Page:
4 March 2018Hot off the Press
US President Donald Trump made an unexpected announcement on Thursday, saying he would impose a tariff on steel and aluminum imports “for a long period of time”.
The move has sparked criticism from the US’ largest trade partners, China and the European Union.
China responded by urging the US to refrain from damaging the fragile recovery of the global economy. However, the EU took a stronger stance, threatening Harley Davidson, bourbon and Levi’s jeans imports.
“We will put tariffs on Harley-Davidson, on bourbon and on blue jeans — Levi’s,” European Commission President Jean-Claude Juncker said, as cited by Reuters. “We cannot simply put our head in the sand.”
Trump announced that somewhere next week he will sign an order to impose a 25% tariff on steel and a 10% tariff on aluminum, according to Focus Washington.
“We’re going to build our steel industry back and we’re going to build our [aluminum] industry back,” Trump told reporters after a White House meeting with industry chief executives.
“We’ll be signing [an order imposing tariffs] next week. And you’ll have protection for a long time in a while. You’ll have to regrow your industries, that’s all I’m asking.”
He added, “What’s been allowed to go on for decades is disgraceful.”
Following his announcement, stocks crashed and GOP members registered frustration.
“We were told at the beginning of all this that Donald Trump was comfortable with chaos — that’s how he is accustomed to operate,” David Axelrod, a former Obama administration top strategist, said.
“That may be okay if you are running a small family branding business, but when you are in the most important office on the planet it can have grave consequences,” he said.
At the close of trading in New York, the S&P 500 had fallen 1.3% and the Dow Jones Industrial Average was off 1.7%. However, US Steel gained 5.8% and AK Steel closed up 9.5%. Asian equities, led by steel and aluminum manufacturers, fell on Friday.
Although the tariffs are expected to apply to imports from all countries, there may be a process for countries and companies to apply for exclusions from them.
The announcement was welcomed by executives from the steel and aluminum industries, who say it creates “a level playing field.”
The Government has ordered the largest ever compulsory car recall in Australia for vehicles fitted with Takata airbags after the airbags were linked to deaths and injuries.
It is believed four million cars are fitted with the airbags which is approximately two-in-seven cars on the road.
High levels of moisture penetrating the airbags can trigger the propelling mechanism too quickly, resulting in metal fragments exploding outward.
There have been at least 23 deaths worldwide including one in Australia, and 230 serious injuries. It is strongly advised that people do not drive cars which are fitted with Takata alpha airbags.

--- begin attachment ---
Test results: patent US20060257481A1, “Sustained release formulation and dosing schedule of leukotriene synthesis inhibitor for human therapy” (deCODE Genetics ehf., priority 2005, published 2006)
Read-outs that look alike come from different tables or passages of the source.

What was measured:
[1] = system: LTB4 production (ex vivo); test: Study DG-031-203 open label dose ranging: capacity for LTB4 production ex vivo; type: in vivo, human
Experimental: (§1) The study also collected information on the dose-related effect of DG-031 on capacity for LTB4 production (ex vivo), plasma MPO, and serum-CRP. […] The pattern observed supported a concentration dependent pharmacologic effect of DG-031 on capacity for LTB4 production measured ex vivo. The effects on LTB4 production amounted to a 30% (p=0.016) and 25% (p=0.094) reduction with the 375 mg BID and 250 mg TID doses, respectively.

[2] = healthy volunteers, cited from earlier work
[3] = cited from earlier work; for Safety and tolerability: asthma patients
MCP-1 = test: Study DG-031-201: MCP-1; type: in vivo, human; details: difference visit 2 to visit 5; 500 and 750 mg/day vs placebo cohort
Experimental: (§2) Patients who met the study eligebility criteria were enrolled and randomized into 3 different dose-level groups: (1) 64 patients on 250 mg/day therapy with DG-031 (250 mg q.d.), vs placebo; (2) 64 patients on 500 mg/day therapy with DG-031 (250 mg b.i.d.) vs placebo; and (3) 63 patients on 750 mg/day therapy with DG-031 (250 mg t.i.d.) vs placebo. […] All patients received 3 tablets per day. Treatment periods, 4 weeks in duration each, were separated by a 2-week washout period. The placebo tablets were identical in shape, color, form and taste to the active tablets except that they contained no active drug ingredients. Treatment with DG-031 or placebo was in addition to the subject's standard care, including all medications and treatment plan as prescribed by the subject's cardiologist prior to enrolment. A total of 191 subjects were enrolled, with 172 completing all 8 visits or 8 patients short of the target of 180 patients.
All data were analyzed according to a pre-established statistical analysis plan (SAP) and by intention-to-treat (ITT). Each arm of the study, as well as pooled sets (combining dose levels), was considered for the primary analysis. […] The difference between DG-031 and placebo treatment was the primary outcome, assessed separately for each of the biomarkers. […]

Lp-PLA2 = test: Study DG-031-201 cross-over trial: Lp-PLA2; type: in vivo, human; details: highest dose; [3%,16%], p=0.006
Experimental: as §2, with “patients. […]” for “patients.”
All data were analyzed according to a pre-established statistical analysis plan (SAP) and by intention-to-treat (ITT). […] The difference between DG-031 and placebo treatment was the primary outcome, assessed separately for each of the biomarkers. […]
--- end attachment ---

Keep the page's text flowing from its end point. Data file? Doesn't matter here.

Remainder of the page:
Vehicle manufacturers are required to cover the total cost of the replacement.
We encourage our readers to check the list of cars being recalled.
British opposition leader Jeremy Corbyn is threatening a future free trade agreement between Australia and the UK by saying he wants Britain to remain in the EU Customs Union.
Speaking on Monday, the Labor Party leader said if elected, he would negotiate a “new and comprehensive” UK-EU customs union to ensure tariff-free trade after Brexit.
Mr Corbyn’s position puts him at odds with British Prime Minister Theresa May, who instead wants the freedom to negotiate free trade deals with countries around the world, including Australia.
Australia’s Foreign Minister Julie Bishop said during a visit to London in February that an Australia-UK free trade deal relied on Britain leaving the Customs Union.
Ms Bishop said: “Australia is very keen to pursue negotiations for a free trade agreement with the United Kingdom. I think that would be precluded if the United Kingdom were to join the [EU] customs union, so our national interest, our priority, would be served by negotiating a free trade agreement with the United Kingdom.”
Cardinal George Pell will be facing a hearing on Monday to determine whether he will stand trial for multiple historical sexual offence charges.
However, one charge has been withdrawn by the prosecution, after the accuser died.
Pell is the highest-ranking Catholic official to be faced with such charges, and he has taken leave from his position as Vatican treasurer in order to fight them. He continues to deny the charges.
The Liberal Party have maintained their seat of power, despite Labor’s gambit with promising to get rid of pokie machines in pubs and clubs within five years time.
Not all the votes have been counted yet, and some seats are yet to be accounted for; however, with 84% of votes counted, the remaning votes are not enough for Labor to come back.
Rebecca White, Labor leader, talked about the party becoming stronger after running a campaign with integrity; Michelle O’Byrne, Deputy leader, had similar comments.